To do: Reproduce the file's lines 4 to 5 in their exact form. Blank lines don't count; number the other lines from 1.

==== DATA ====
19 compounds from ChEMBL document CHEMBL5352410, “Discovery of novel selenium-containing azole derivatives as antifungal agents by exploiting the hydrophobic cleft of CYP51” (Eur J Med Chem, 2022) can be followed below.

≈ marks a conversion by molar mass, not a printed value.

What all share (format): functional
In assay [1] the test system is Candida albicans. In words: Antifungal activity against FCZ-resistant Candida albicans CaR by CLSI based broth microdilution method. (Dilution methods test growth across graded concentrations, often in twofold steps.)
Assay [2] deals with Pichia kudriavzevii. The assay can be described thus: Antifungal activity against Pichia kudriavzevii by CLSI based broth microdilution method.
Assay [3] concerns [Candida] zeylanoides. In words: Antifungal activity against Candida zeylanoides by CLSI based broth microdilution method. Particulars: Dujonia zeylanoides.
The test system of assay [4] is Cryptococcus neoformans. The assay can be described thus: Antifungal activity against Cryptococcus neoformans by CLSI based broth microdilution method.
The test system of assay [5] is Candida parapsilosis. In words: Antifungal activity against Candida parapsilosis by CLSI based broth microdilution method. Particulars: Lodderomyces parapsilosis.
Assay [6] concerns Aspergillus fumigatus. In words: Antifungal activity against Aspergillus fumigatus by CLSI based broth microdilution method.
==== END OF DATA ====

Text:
In assay [1] the test system is Candida albicans. In words: Antifungal activity against FCZ-resistant Candida albicans CaR by CLSI based broth microdilution method. (Dilution methods test growth across graded concentrations, often in twofold steps.)
Assay [2] deals with Pichia kudriavzevii. The assay can be described thus: Antifungal activity against Pichia kudriavzevii by CLSI based broth microdilution method.